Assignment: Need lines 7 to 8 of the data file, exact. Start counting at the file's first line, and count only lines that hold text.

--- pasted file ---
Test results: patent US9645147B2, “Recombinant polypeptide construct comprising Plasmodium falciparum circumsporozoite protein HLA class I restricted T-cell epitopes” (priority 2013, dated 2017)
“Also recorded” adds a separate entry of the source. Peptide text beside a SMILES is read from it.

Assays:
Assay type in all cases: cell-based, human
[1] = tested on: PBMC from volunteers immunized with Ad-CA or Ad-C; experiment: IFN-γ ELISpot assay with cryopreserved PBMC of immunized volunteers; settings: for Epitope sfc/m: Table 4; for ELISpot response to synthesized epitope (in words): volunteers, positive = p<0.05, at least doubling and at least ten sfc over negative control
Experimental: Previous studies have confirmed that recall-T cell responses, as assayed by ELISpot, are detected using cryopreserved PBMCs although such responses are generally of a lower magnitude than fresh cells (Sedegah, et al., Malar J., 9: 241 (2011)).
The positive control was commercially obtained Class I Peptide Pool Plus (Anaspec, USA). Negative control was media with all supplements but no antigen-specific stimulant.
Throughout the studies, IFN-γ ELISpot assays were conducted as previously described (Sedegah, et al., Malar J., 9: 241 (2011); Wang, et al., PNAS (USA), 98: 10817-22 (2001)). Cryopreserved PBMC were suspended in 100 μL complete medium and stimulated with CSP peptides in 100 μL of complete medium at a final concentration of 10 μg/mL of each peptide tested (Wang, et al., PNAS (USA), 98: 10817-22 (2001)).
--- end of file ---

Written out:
The positive control was commercially obtained Class I Peptide Pool Plus (Anaspec, USA). Negative control was media with all supplements but no antigen-specific stimulant.
Throughout the studies, IFN-γ ELISpot assays were conducted as previously described (Sedegah, et al., Malar J., 9: 241 (2011); Wang, et al., PNAS (USA), 98: 10817-22 (2001)). Cryopreserved PBMC were suspended in 100 μL complete medium and stimulated with CSP peptides in 100 μL of complete medium at a final concentration of 10 μg/mL of each peptide tested (Wang, et al., PNAS (USA), 98: 10817-22 (2001)).